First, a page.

Wegmans School of Pharmacy Welcomes Three New Residents

October 5, 2020

The Wegmans School of Pharmacy has welcomed three new residents to participate in the year-long pharmacy residency program to gain real-world experience in a vast array of clinical settings as consulting members of health care teams.

The Wegmans School of Pharmacy news residents with their faculty advisors.

The program prepares graduates to become competent clinical pharmacists through these experiences, and the residents are eligible to participate in a wide range of elective rotations based on their areas of professional interest.

This year’s residents include:

  • Mackenzie Roberts ’19 (Pharm.D.), PGY-2 in Ambulatory Care at Rochester Regional Health/Wegmans School of Pharmacy under the guidance of Dr. Alex DeLucenay.
  • Ashley Shtoyko (Pharm.D.), PGY-2 in Ambulatory Care at Upstate University Hospital’s Upstate Health Care Center/Wegmans School of Pharmacy under the guidance of Dr. Elizabeth Phillips.
  • Joseph Eskandrous (Pharm.D.), PGY-2 Infectious Disease resident at St. Joseph’s Health and Wegmans School of Pharmacy under the guidance of Dr. Lisa Avery.

For the residents, each day is unique as they are provided the opportunity to rotate through different clinics and settings throughout their hospitals.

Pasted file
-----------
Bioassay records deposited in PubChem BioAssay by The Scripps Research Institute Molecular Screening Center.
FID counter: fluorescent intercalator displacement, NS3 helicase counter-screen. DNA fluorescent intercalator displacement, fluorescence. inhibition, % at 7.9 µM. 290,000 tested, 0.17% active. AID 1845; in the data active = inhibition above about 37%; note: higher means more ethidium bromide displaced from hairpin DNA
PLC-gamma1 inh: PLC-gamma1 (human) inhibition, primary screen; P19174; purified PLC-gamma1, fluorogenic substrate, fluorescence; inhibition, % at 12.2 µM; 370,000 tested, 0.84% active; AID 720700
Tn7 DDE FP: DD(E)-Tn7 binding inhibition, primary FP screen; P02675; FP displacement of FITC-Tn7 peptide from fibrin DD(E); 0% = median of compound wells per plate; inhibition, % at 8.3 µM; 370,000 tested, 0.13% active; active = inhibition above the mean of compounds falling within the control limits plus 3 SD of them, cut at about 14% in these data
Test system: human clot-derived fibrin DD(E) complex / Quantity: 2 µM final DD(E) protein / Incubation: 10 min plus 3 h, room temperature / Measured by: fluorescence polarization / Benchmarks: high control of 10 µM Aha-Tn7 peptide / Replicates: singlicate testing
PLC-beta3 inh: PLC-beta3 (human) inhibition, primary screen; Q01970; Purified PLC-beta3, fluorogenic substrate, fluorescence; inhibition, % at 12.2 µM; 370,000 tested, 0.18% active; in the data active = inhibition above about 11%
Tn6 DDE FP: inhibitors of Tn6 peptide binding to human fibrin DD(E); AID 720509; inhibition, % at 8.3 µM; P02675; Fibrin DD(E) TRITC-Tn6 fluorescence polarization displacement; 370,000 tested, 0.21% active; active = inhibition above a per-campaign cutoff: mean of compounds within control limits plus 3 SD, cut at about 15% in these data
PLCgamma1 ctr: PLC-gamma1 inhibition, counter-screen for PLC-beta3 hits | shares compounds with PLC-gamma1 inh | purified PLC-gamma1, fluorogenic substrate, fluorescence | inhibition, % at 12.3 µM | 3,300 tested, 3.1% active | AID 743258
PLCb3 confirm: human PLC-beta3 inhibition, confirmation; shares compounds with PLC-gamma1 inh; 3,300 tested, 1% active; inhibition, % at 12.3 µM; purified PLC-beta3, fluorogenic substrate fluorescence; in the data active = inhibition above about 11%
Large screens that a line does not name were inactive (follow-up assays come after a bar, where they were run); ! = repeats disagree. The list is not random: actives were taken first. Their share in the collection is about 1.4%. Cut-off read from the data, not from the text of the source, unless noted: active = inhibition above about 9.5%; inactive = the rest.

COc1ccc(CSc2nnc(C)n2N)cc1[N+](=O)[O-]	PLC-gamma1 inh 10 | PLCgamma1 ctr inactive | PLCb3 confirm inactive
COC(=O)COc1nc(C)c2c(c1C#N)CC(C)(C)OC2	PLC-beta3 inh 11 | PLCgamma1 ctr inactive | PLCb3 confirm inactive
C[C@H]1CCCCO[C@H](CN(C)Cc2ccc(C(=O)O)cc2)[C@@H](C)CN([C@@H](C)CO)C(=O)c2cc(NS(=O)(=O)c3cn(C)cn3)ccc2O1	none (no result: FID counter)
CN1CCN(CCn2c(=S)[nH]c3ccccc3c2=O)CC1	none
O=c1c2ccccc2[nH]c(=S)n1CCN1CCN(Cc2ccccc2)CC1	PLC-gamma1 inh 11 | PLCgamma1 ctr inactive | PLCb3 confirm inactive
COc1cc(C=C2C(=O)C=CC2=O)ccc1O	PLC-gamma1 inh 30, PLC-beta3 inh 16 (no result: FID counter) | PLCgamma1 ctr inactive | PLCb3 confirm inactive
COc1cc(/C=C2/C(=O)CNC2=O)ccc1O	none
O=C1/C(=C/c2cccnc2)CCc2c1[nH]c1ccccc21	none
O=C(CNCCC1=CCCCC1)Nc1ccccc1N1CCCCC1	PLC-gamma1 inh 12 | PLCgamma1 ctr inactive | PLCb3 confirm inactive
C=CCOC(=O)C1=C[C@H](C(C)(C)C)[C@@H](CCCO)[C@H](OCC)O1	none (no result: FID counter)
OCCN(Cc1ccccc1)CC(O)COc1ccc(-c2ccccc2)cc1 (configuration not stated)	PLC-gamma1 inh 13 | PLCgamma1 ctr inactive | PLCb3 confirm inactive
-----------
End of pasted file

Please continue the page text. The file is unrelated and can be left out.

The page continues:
“My favorite thing about this residency program is that I am able to spend time throughout the year in different clinical settings. Each day is so different and never boring. I am able to see the same patients multiple times throughout the year which helps me to build close relationships with them, and I am also able to build professional relationships with the providers,” shared Roberts.

Roberts and Shtoyko both hold interests in pursuing the ambulatory care setting further. After completion of the residency program, Roberts hopes to pursue a job in ambulatory care and strives to be in a setting where she can work under a collaborative drug therapy management protocol. She also hopes to become board certified in ambulatory care. Ideally, Shtoyko would like to be incorporated into an established clinic where she can work directly with physicians, nurses, and advanced practice providers to promote evidence based medication use.

As an infectious disease resident, Eskandrous has learned the importance of utilizing pharmacokinetic and pharmacodynamic principles in order to dose vancomycin and aminoglycosides. His ultimate goal would be to become a board-certified inpatient infectious disease pharmacist or antimicrobial stewardship pharmacist.

In addition to the clinical aspects of the experience, residents in Fisher’s program have the opportunity to complete a teaching and learning certificate through the School, giving them the tools and techniques needed to precept students at their clinical sites or serve as future faculty members. Shtoyko and Eskandrous both have an interest in holding a position at a school of pharmacy to train and impact the future generations of pharmacists.

“This program seamlessly combines my interests in direct patient care and academia into a well-balanced PGY-2 experience,” shared Shtoyko. “I am confident that the training I receive this year will allow me to be successful wherever I go next!”